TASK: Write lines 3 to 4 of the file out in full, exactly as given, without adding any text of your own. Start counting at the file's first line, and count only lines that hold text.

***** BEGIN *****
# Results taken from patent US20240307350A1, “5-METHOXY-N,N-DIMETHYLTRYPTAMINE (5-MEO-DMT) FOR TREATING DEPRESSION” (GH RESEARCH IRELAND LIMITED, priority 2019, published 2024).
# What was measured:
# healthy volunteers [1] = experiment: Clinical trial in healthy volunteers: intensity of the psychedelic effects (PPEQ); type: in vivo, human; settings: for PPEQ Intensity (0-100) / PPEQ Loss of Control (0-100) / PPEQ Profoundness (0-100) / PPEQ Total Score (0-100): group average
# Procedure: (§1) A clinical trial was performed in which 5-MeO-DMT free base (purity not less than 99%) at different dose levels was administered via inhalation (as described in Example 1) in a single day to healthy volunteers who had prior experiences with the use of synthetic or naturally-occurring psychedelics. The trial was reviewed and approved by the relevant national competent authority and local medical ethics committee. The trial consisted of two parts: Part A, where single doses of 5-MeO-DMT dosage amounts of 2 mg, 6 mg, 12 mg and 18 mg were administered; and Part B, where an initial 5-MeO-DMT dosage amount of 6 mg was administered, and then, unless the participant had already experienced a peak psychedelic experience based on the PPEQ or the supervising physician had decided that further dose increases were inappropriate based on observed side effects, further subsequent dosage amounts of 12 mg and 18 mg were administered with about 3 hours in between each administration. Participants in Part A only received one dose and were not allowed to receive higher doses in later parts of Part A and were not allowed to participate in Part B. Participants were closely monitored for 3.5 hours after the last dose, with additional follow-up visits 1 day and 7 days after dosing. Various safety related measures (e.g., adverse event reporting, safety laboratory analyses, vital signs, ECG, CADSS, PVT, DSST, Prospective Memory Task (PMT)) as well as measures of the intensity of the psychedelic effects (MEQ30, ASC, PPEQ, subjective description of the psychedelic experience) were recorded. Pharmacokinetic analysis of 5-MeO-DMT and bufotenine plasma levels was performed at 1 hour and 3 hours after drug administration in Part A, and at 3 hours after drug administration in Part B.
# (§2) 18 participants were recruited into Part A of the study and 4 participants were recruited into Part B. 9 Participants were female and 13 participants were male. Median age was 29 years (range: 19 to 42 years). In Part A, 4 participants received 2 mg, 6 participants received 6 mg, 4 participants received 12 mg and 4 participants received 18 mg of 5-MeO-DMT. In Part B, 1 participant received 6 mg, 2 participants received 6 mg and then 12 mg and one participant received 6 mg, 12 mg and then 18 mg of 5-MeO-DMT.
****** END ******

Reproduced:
# healthy volunteers [1] = experiment: Clinical trial in healthy volunteers: intensity of the psychedelic effects (PPEQ); type: in vivo, human; settings: for PPEQ Intensity (0-100) / PPEQ Loss of Control (0-100) / PPEQ Profoundness (0-100) / PPEQ Total Score (0-100): group average
# Procedure: (§1) A clinical trial was performed in which 5-MeO-DMT free base (purity not less than 99%) at different dose levels was administered via inhalation (as described in Example 1) in a single day to healthy volunteers who had prior experiences with the use of synthetic or naturally-occurring psychedelics. The trial was reviewed and approved by the relevant national competent authority and local medical ethics committee. The trial consisted of two parts: Part A, where single doses of 5-MeO-DMT dosage amounts of 2 mg, 6 mg, 12 mg and 18 mg were administered; and Part B, where an initial 5-MeO-DMT dosage amount of 6 mg was administered, and then, unless the participant had already experienced a peak psychedelic experience based on the PPEQ or the supervising physician had decided that further dose increases were inappropriate based on observed side effects, further subsequent dosage amounts of 12 mg and 18 mg were administered with about 3 hours in between each administration. Participants in Part A only received one dose and were not allowed to receive higher doses in later parts of Part A and were not allowed to participate in Part B. Participants were closely monitored for 3.5 hours after the last dose, with additional follow-up visits 1 day and 7 days after dosing. Various safety related measures (e.g., adverse event reporting, safety laboratory analyses, vital signs, ECG, CADSS, PVT, DSST, Prospective Memory Task (PMT)) as well as measures of the intensity of the psychedelic effects (MEQ30, ASC, PPEQ, subjective description of the psychedelic experience) were recorded. Pharmacokinetic analysis of 5-MeO-DMT and bufotenine plasma levels was performed at 1 hour and 3 hours after drug administration in Part A, and at 3 hours after drug administration in Part B.